HBO has only teased the third season of The Newsroom in brief glimpses, offering little actual footage so far. But those wondering about the future of Will McAvoy and his team at News Night need wait no longer, as HBO has debuted the first real look at the show’s final season.
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An act of retaliation is under way. That’s nothing new for Sons of Anarchy, the FX show famous for doling out death sentences to beloved characters—except this bit of revenge is happening in between takes. It’s a September morning at Stevenson Ranch in California’s Santa Clarita Valley, and Charlie Hunnam is shooting a scene in which his character, Jax Teller, dodges gunfire from an angry redneck. After a break in the action, Hunnam delivers a quick and dirty punch to the arm of his costar Tommy Flanagan—payback for an earlier prank where Flanagan left a band of bruises on Hunnam’s bicep for fun. Hunnam runs for cover behind a gun-laden cart a few feet away from where EW stands. “I will find you!” Flanagan bellows. For a moment, there’s a temptation to rat him out. But as any Sons fan knows, you never, EVER rat.
When Sons of Anarchy debuted in 2008, the adrenalized drama was quickly dubbed “Sopranos on wheels,” thanks to its darkly complex portrait of the gunrunning club known as Sons of Anarchy Motorcycle Club Redwood Original (SAMCRO). But over the course of six seasons, fans began using “Hamlet on Harleys” to describe the Shakespearean drama of creator Kurt Sutter’s story about a son (Hunnam) who rises to lead his late father’s motorcycle club but can’t escape the grasp of his manipulative mother, Gemma (Katey Sagal). Now, as the show barrels toward its Dec. 9 finale, it’s earned the right to stand on its own. Sons may well go down as one of the most savage—and addictive—family dramas, even if the family is bonded by honor instead of blood. After all, in addition to TV’s fiercest matriarch, it features the most moving man-hugs (fan and onetime guest star Stephen King has crowned it the “best bro show ever”); the most brutal-but-beautiful montages (“ballets of death,” executive producer Paris Barclay likes to call them); and the only leading man with both the looks to land a Calvin Klein fragrance ad and the street cred to get props from tattooed fans in East L.A. (“You keep the hood safe on Tuesday nights,” one recently told him.)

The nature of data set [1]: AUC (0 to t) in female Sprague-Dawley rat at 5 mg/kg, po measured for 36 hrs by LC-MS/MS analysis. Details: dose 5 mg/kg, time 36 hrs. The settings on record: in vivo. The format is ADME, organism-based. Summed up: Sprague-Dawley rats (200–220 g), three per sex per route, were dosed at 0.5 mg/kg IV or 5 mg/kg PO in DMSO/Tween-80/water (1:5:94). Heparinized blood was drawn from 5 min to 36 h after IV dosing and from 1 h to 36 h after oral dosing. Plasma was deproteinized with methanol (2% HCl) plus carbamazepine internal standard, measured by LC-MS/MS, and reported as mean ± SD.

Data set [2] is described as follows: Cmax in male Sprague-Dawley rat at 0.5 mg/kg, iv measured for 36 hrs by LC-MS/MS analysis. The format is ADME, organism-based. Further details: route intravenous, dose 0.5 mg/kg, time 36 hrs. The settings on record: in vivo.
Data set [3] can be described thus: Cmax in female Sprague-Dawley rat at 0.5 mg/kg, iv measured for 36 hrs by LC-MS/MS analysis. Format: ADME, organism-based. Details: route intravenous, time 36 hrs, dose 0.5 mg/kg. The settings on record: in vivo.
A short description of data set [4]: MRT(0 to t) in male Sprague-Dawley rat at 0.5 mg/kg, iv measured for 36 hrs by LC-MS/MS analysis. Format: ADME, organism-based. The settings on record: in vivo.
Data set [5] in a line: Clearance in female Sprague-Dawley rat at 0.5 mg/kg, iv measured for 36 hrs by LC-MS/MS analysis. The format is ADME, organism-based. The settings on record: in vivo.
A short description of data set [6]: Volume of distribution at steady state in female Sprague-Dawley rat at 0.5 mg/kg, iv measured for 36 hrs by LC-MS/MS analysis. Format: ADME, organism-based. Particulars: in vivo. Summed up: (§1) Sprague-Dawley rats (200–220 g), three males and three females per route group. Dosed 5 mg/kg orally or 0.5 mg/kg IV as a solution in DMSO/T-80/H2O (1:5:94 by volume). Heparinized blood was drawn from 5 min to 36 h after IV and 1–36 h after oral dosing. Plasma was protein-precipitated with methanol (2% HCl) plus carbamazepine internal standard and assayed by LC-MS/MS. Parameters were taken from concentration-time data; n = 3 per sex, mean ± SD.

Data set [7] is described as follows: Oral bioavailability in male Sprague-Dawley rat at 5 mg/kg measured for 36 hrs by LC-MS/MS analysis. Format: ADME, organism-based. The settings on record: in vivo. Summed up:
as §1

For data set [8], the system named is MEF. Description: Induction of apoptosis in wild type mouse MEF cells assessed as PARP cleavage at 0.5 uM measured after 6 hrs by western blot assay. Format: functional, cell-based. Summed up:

That strange, special mix draws an average of 8.1 million viewers a week—an audience as loyal to the series as the members of SAMCRO are to their outlaw brothers. Blockbuster ratings and profitable merchandising (from branded bikinis to cigars) have made the show not just FX’s biggest hit but also its most valuable one. All eyes are now on the Men of Mayhem and Queen Gemma, with fans anxiously awaiting the answers to two looming questions: What’s going to happen when Jax finds out it was his mother who killed his wife with a carving fork to the head in one of the most gruesome deaths in TV history? And how will Sutter drive his series into the sunset? “I know how I want it to end,” says the showrunner. “I think the legacy is already out there: People have embraced the world. They love that they can have fun watching it, yet the next scene they can be bawling. If we can continue to do that, that’s really what I’ll be most proud of.” READ FULL STORY
A to Z lays out its hand in the opening minutes of the pilot. Narrator Katey Sagal explains that lead characters Andrew and Zelda “will date for 8 months, 3 weeks, 5 days, and 1 hour. This television program is the comprehensive account of their relationship, from A to Z.” The show has an endgame in mind from the start and seems overly aware of its existence as a romantic comedy—those frequent (500) Days of Summer comparisons in recent months are more than apt.